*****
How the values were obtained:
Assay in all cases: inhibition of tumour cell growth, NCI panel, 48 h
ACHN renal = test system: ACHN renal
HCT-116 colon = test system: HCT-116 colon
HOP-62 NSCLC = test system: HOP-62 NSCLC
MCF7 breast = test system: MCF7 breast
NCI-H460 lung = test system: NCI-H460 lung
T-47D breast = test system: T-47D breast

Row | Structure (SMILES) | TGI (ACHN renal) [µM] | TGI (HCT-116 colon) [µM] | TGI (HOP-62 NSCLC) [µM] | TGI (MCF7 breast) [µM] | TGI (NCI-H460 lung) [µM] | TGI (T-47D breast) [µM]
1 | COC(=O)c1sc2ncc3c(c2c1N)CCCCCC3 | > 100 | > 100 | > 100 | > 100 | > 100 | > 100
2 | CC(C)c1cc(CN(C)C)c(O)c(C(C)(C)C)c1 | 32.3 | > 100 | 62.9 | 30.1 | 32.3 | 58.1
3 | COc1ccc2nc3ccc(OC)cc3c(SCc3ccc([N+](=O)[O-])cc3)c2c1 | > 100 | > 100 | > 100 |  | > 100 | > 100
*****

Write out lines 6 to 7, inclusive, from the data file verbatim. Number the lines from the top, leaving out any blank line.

MCF7 breast = test system: MCF7 breast
NCI-H460 lung = test system: NCI-H460 lung